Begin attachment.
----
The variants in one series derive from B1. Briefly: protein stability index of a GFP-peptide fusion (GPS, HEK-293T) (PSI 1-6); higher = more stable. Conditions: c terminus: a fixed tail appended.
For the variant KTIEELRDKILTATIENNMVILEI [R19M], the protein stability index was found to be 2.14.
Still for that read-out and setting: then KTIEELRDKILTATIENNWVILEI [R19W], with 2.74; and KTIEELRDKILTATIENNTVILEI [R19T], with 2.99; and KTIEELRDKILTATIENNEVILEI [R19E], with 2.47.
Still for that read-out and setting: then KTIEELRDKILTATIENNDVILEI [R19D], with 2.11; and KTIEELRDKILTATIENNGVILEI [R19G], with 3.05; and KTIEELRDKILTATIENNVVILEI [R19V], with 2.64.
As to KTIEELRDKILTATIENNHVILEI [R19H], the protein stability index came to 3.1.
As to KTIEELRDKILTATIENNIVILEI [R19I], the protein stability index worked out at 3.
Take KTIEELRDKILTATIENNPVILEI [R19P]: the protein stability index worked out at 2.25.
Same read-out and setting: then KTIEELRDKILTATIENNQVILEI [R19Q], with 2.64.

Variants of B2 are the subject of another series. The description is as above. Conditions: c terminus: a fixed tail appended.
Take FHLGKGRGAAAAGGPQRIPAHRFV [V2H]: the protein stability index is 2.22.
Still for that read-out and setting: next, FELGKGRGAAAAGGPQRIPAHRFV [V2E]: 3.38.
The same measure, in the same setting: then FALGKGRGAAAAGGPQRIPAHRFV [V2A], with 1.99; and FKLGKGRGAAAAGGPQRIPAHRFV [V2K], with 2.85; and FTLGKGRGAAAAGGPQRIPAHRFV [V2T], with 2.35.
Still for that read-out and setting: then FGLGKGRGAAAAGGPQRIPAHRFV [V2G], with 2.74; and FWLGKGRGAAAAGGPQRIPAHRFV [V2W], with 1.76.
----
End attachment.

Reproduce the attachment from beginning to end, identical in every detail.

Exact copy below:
The variants in one series derive from B1. Briefly: protein stability index of a GFP-peptide fusion (GPS, HEK-293T) (PSI 1-6); higher = more stable. Conditions: c terminus: a fixed tail appended.
For the variant KTIEELRDKILTATIENNMVILEI [R19M], the protein stability index was found to be 2.14.
Still for that read-out and setting: then KTIEELRDKILTATIENNWVILEI [R19W], with 2.74; and KTIEELRDKILTATIENNTVILEI [R19T], with 2.99; and KTIEELRDKILTATIENNEVILEI [R19E], with 2.47.
Still for that read-out and setting: then KTIEELRDKILTATIENNDVILEI [R19D], with 2.11; and KTIEELRDKILTATIENNGVILEI [R19G], with 3.05; and KTIEELRDKILTATIENNVVILEI [R19V], with 2.64.
As to KTIEELRDKILTATIENNHVILEI [R19H], the protein stability index came to 3.1.
As to KTIEELRDKILTATIENNIVILEI [R19I], the protein stability index worked out at 3.
Take KTIEELRDKILTATIENNPVILEI [R19P]: the protein stability index worked out at 2.25.
Same read-out and setting: then KTIEELRDKILTATIENNQVILEI [R19Q], with 2.64.

Variants of B2 are the subject of another series. The description is as above. Conditions: c terminus: a fixed tail appended.
Take FHLGKGRGAAAAGGPQRIPAHRFV [V2H]: the protein stability index is 2.22.
Still for that read-out and setting: next, FELGKGRGAAAAGGPQRIPAHRFV [V2E]: 3.38.
The same measure, in the same setting: then FALGKGRGAAAAGGPQRIPAHRFV [V2A], with 1.99; and FKLGKGRGAAAAGGPQRIPAHRFV [V2K], with 2.85; and FTLGKGRGAAAAGGPQRIPAHRFV [V2T], with 2.35.
Still for that read-out and setting: then FGLGKGRGAAAAGGPQRIPAHRFV [V2G], with 2.74; and FWLGKGRGAAAAGGPQRIPAHRFV [V2W], with 1.76.